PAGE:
Nothing at all has changed for the Montreal Canadiens. During the 2015-16 season, both goalie Carey Price and forward Brendan Gallagher were injured, and, just like then, the Habs still need their forward back to a larger degree.
Price Returns to Lineup
Even the injuries are the same for crying out loud, with Gallagher currently out with a broken thumb. Back then it was a broken finger. Meanwhile, Price has returned from a nagging lower-body injury (just like in 2015). With Price returning against the Ottawa Senators on Saturday, the Habs listlessly lost 4-0 to the last-place team in the North Division, making it crystal clear they need Gallagher back to a greater extent.
The Canadiens had coincidentally been missing both players since April 5, when the Habs pulled out an emotional 3-2 overtime, comeback victory over the Edmonton Oilers. Since then, they’ve gone 2-5.
While backup Jake Allen sustained a mediocre .900 save percentage in the five games he played in Price’s absence, the general consensus is he’s been better than the stats say. True, at the end of the day, he wasn’t able to get the job done, but, as has been the case since the start of the season, his goal support was severely lacking in those games. The Habs scored just 11 goals in the six games he played in that span, less than two per game.
The Subban Trade as Historical Context
For some additional background, the Habs also coincidentally managed just 11 goals in their embarrassing six-game, first-round loss to the New York Rangers in 2017. The defeat sparked somewhat of an identity crisis, especially since it came the season after the infamous P.K. Subban-Shea Weber trade, with the Nashville Predators reaching the third round and then the Stanley Cup Final for the first time ever with Subban on the back end.
Now, thankfully, this piece isn’t going to be another analysis of that trade. However, there are some parallels in that the 2015-16 season beforehand, after which Subban was effectively scapegoated, the Canadiens similarly shot out of a cannon with a historic 9-0 start, only to miss the playoffs due in large part to the injuries to Gallagher and Price.
To be clear, Gallagher was in the lineup for that 2017 first-round loss. So, his presence is not necessarily a cure-all. However, if you listen to what the Canadiens themselves are saying, they sorely miss what Gallagher brings to the lineup. For example, following the latest loss to the Sens, forward Paul Byron told the media it’s on everybody to replace Gallagher by committee. Furthermore, defenseman Ben Chiarot, who himself has just returned from a fractured hand, said the Habs need to create more chances around the net.
“We have lots of guys up front and on the back end who can create offense. I think first of all going to that area… There’s usually some punishment doled out when you want to stand in front of the net or in the slot,” he said. “We’ve got to be better at that.”
If that’s not Gallagher to a tee, nothing is. However, Chiarot also hit the nail on the head in one other way, speaking to how the depth the Canadiens now have up front that they arguably didn’t back in 2015-16. Beyond Gallagher, Max Pacioretty and Alex Galchenyuk, putting up the only 30-goal season of his career, the Habs didn’t have much in the way of offensive talent. They now do, with arguably three lines that can score on paper, even without Gallagher in the lineup. The problem is they’re not performing as expected.
What’s Wrong with the Canadiens?
Part of issue stems from the condensed schedule. To illustrate just how bad it is following their impromptu lay-off due to the NHL COVID-19 protocol, the Canadiens are set to play their third game in four nights on Tuesday against the Edmonton Oilers, followed immediately thereafter by another set of three games in four nights.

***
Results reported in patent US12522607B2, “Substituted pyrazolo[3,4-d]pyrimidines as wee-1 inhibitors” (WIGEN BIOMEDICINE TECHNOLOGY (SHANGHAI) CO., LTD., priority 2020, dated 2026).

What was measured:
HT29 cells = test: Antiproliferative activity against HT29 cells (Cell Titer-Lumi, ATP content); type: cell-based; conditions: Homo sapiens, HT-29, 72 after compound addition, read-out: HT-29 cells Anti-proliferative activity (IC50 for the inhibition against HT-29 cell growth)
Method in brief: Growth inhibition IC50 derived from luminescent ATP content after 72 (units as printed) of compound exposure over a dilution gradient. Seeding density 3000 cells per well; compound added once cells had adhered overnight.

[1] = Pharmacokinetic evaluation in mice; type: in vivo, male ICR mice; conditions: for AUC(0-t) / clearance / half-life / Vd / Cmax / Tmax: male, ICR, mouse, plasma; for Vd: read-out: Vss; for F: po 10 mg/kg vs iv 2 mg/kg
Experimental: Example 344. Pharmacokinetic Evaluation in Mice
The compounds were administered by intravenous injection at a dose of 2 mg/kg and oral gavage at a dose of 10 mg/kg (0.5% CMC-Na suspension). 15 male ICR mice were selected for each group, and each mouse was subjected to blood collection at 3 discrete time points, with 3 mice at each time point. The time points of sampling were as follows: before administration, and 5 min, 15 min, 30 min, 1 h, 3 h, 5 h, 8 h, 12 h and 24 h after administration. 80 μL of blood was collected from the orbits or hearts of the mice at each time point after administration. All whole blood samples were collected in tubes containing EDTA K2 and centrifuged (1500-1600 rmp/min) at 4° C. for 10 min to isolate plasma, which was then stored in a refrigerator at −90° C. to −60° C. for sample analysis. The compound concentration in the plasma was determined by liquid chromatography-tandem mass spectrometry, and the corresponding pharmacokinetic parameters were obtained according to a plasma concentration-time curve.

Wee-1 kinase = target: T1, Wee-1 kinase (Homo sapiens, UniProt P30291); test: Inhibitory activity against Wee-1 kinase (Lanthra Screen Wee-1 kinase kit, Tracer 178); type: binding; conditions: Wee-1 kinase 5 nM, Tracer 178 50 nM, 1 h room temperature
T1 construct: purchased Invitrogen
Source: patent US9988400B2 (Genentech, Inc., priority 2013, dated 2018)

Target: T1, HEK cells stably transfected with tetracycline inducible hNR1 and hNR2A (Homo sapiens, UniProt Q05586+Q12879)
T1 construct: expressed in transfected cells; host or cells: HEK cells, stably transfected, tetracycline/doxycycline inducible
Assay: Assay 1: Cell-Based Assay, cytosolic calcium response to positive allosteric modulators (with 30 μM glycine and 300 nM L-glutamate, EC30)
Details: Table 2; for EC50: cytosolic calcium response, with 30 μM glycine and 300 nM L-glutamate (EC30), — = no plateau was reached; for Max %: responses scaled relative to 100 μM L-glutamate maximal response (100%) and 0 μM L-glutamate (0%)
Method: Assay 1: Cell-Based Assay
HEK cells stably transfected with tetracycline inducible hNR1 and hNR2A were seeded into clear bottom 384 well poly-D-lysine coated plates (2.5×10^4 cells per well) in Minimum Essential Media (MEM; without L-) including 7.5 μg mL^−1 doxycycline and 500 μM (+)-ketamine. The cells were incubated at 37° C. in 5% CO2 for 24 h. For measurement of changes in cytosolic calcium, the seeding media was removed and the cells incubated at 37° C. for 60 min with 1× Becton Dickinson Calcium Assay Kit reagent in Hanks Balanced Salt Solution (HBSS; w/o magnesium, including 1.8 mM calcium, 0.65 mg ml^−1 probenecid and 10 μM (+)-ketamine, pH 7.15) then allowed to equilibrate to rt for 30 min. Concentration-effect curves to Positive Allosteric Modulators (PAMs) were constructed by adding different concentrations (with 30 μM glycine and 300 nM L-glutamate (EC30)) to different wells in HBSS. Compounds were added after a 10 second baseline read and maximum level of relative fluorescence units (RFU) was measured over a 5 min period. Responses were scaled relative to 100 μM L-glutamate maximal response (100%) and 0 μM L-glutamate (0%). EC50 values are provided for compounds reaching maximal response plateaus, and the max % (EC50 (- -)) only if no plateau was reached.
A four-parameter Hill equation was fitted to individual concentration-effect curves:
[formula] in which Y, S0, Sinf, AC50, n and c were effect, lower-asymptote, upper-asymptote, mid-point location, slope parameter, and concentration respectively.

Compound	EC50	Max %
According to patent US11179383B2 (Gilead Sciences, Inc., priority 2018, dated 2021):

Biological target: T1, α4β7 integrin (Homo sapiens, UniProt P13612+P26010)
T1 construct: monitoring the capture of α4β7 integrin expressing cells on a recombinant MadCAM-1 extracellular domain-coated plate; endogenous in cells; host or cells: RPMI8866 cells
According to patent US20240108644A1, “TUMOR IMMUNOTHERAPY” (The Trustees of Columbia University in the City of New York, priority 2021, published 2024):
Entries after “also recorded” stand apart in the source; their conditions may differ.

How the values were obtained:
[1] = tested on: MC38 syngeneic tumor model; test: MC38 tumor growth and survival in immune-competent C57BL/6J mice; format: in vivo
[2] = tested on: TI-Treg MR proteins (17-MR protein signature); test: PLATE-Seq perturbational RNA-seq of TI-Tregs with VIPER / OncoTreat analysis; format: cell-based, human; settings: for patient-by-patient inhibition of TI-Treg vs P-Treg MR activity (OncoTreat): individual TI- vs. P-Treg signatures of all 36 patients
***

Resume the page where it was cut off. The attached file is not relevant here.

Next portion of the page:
The fact that the Canadiens are without a top-end, left-handed puck-moving defenseman to play with Shea Weber is arguably a larger factor. After all, Pacioretty and the Habs suffered through similar issues following the departure of Andrei Markov in 2017. Without someone to adequately move the puck up ice and transition to the offensive zone, Pacioretty scored just 17 goals in 2017-18, effectively half his normal output. He’s since regained his knack for scoring goals with the Vegas Golden Knights.
However, considering how the Canadiens opened up the season with 33 goals in their first seven games when healthy, the potential (and talent) is there. Now, because every other North Division team has had the chance to adapt following a shortened training camp, the Habs obviously won’t regain the same offensive form up front, but it’s not unrealistic to believe they should be able to put the puck in the net with some regularity when everyone is going, yet another main talking point on the part of the Canadiens, how that’s what it takes for them to be successful. To get going, you need an engine though, which is how Gallagher’s been described, by his very own teammates, as the heart of this team.
Biologically speaking, there is only one heart. One would have hoped the Canadiens would have been able to find some way to adapt without Gallagher, survival of the fittest and all that, especially after five seasons, but here we are. Thankfully, Gallagher is poised to return for the playoffs and, despite their struggles, there’s very good reason to believe the Canadiens will still make them. If they don’t, you’ll know why: a systemic inability to learn from past mistakes.
After 10 years of writing hockey, Ryan decided it was as good a time as any to actually join The Hockey Writers for the 2014-15 season. Having appeared as a guest on such programs as CBC Radio One’s Daybreak, Ryan has written for such publications as the Montreal Gazette and Bleacher Report and worked for the NHL itself and his hometown Montreal Canadiens. He currently covers the Habs for THW as a columnist.